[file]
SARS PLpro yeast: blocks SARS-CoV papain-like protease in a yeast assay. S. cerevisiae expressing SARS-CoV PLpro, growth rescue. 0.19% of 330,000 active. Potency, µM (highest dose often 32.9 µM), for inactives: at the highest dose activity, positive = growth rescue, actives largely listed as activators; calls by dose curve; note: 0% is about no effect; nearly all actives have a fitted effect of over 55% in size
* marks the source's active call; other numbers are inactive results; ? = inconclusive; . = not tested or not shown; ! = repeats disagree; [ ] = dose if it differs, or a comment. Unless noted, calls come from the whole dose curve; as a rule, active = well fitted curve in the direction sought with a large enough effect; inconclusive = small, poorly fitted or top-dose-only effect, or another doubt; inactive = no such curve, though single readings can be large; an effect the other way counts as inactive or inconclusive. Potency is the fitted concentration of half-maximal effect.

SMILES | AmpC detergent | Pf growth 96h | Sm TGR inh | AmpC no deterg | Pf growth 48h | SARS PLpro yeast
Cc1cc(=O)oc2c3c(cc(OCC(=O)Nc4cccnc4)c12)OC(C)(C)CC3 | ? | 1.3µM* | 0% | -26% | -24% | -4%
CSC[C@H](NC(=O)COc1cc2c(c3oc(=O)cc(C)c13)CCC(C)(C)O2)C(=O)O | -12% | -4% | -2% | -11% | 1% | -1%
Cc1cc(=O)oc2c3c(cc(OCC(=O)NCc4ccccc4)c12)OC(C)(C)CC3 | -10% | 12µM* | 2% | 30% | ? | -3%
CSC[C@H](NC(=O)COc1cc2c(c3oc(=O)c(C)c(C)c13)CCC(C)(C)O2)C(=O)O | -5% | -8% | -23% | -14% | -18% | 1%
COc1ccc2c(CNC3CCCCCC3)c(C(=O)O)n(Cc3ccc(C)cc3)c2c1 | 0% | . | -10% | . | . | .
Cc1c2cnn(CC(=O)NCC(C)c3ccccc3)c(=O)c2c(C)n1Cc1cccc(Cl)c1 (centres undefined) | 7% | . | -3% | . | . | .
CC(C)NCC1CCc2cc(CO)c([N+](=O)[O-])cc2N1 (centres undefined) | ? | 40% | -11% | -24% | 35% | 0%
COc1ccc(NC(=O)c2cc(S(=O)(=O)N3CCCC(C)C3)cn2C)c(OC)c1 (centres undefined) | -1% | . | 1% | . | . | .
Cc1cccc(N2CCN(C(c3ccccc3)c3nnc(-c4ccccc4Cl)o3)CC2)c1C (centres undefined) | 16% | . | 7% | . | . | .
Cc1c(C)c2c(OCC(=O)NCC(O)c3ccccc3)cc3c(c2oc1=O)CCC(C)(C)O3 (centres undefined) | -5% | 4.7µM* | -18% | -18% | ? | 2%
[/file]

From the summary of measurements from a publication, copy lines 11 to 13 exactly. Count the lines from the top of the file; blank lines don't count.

COc1ccc(NC(=O)c2cc(S(=O)(=O)N3CCCC(C)C3)cn2C)c(OC)c1 (centres undefined) | -1% | . | 1% | . | . | .
Cc1cccc(N2CCN(C(c3ccccc3)c3nnc(-c4ccccc4Cl)o3)CC2)c1C (centres undefined) | 16% | . | 7% | . | . | .
Cc1c(C)c2c(OCC(=O)NCC(O)c3ccccc3)cc3c(c2oc1=O)CCC(C)(C)O3 (centres undefined) | -5% | 4.7µM* | -18% | -18% | ? | 2%